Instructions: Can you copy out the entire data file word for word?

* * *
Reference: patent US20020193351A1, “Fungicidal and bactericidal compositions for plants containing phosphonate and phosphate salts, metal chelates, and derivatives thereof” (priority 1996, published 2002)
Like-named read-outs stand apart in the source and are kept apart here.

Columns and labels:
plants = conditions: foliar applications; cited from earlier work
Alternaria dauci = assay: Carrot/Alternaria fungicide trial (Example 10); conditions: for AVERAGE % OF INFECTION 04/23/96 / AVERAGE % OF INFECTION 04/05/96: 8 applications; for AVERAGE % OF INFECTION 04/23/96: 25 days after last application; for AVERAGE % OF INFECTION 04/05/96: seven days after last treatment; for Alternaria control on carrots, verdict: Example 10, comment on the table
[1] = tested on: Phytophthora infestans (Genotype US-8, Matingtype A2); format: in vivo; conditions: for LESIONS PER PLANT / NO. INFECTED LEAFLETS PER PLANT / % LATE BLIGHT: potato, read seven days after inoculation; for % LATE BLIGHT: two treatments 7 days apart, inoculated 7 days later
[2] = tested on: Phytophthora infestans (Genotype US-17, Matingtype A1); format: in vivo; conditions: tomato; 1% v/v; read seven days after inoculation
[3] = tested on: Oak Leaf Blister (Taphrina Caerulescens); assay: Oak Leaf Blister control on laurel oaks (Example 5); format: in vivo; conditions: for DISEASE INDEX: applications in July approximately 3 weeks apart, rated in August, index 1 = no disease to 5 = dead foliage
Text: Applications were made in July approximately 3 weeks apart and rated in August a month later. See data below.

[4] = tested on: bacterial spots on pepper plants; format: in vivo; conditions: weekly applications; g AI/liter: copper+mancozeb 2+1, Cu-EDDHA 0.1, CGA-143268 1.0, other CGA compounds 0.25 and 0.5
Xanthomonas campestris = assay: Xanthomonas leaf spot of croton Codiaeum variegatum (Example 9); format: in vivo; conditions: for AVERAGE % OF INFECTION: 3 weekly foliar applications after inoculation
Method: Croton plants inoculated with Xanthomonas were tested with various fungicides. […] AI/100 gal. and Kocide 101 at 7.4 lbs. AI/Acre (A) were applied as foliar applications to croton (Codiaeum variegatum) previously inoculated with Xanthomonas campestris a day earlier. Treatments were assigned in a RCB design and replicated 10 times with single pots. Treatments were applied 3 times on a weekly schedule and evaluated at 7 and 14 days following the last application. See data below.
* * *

Reference: patent US20020193351A1, “Fungicidal and bactericidal compositions for plants containing phosphonate and phosphate salts, metal chelates, and derivatives thereof” (priority 1996, published 2002)
Like-named read-outs stand apart in the source and are kept apart here.

Columns and labels:
plants = conditions: foliar applications; cited from earlier work
Alternaria dauci = assay: Carrot/Alternaria fungicide trial (Example 10); conditions: for AVERAGE % OF INFECTION 04/23/96 / AVERAGE % OF INFECTION 04/05/96: 8 applications; for AVERAGE % OF INFECTION 04/23/96: 25 days after last application; for AVERAGE % OF INFECTION 04/05/96: seven days after last treatment; for Alternaria control on carrots, verdict: Example 10, comment on the table
[1] = tested on: Phytophthora infestans (Genotype US-8, Matingtype A2); format: in vivo; conditions: for LESIONS PER PLANT / NO. INFECTED LEAFLETS PER PLANT / % LATE BLIGHT: potato, read seven days after inoculation; for % LATE BLIGHT: two treatments 7 days apart, inoculated 7 days later
[2] = tested on: Phytophthora infestans (Genotype US-17, Matingtype A1); format: in vivo; conditions: tomato; 1% v/v; read seven days after inoculation
[3] = tested on: Oak Leaf Blister (Taphrina Caerulescens); assay: Oak Leaf Blister control on laurel oaks (Example 5); format: in vivo; conditions: for DISEASE INDEX: applications in July approximately 3 weeks apart, rated in August, index 1 = no disease to 5 = dead foliage
Text: Applications were made in July approximately 3 weeks apart and rated in August a month later. See data below.

[4] = tested on: bacterial spots on pepper plants; format: in vivo; conditions: weekly applications; g AI/liter: copper+mancozeb 2+1, Cu-EDDHA 0.1, CGA-143268 1.0, other CGA compounds 0.25 and 0.5
Xanthomonas campestris = assay: Xanthomonas leaf spot of croton Codiaeum variegatum (Example 9); format: in vivo; conditions: for AVERAGE % OF INFECTION: 3 weekly foliar applications after inoculation
Method: Croton plants inoculated with Xanthomonas were tested with various fungicides. […] AI/100 gal. and Kocide 101 at 7.4 lbs. AI/Acre (A) were applied as foliar applications to croton (Codiaeum variegatum) previously inoculated with Xanthomonas campestris a day earlier. Treatments were assigned in a RCB design and replicated 10 times with single pots. Treatments were applied 3 times on a weekly schedule and evaluated at 7 and 14 days following the last application. See data below.